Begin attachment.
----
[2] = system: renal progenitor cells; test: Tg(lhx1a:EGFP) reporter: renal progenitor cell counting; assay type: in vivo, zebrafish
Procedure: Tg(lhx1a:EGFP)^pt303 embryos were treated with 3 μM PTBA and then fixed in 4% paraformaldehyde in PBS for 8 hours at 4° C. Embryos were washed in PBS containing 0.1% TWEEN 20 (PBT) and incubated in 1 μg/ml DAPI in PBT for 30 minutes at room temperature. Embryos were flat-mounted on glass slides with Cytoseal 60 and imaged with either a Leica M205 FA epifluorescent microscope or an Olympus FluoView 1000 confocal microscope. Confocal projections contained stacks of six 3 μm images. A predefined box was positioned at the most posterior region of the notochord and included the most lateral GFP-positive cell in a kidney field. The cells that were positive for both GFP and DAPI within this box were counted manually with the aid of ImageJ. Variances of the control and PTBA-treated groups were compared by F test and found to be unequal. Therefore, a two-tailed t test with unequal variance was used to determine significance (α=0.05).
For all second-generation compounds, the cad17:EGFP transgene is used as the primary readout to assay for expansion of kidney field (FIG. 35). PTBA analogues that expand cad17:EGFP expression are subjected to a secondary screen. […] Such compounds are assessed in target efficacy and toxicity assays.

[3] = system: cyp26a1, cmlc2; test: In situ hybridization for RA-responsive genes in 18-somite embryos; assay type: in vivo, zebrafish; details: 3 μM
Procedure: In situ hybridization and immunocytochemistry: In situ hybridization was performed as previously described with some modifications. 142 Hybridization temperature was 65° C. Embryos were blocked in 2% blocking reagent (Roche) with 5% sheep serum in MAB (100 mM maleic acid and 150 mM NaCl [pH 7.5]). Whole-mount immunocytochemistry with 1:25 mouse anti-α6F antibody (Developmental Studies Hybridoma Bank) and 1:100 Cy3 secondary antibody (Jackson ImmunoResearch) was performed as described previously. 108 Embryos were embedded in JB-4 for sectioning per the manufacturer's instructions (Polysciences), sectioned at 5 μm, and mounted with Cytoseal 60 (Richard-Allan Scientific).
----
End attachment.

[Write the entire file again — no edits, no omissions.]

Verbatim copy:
[2] = system: renal progenitor cells; test: Tg(lhx1a:EGFP) reporter: renal progenitor cell counting; assay type: in vivo, zebrafish
Procedure: Tg(lhx1a:EGFP)^pt303 embryos were treated with 3 μM PTBA and then fixed in 4% paraformaldehyde in PBS for 8 hours at 4° C. Embryos were washed in PBS containing 0.1% TWEEN 20 (PBT) and incubated in 1 μg/ml DAPI in PBT for 30 minutes at room temperature. Embryos were flat-mounted on glass slides with Cytoseal 60 and imaged with either a Leica M205 FA epifluorescent microscope or an Olympus FluoView 1000 confocal microscope. Confocal projections contained stacks of six 3 μm images. A predefined box was positioned at the most posterior region of the notochord and included the most lateral GFP-positive cell in a kidney field. The cells that were positive for both GFP and DAPI within this box were counted manually with the aid of ImageJ. Variances of the control and PTBA-treated groups were compared by F test and found to be unequal. Therefore, a two-tailed t test with unequal variance was used to determine significance (α=0.05).
For all second-generation compounds, the cad17:EGFP transgene is used as the primary readout to assay for expansion of kidney field (FIG. 35). PTBA analogues that expand cad17:EGFP expression are subjected to a secondary screen. […] Such compounds are assessed in target efficacy and toxicity assays.

[3] = system: cyp26a1, cmlc2; test: In situ hybridization for RA-responsive genes in 18-somite embryos; assay type: in vivo, zebrafish; details: 3 μM
Procedure: In situ hybridization and immunocytochemistry: In situ hybridization was performed as previously described with some modifications. 142 Hybridization temperature was 65° C. Embryos were blocked in 2% blocking reagent (Roche) with 5% sheep serum in MAB (100 mM maleic acid and 150 mM NaCl [pH 7.5]). Whole-mount immunocytochemistry with 1:25 mouse anti-α6F antibody (Developmental Studies Hybridoma Bank) and 1:100 Cy3 secondary antibody (Jackson ImmunoResearch) was performed as described previously. 108 Embryos were embedded in JB-4 for sectioning per the manufacturer's instructions (Polysciences), sectioned at 5 μm, and mounted with Cytoseal 60 (Richard-Allan Scientific).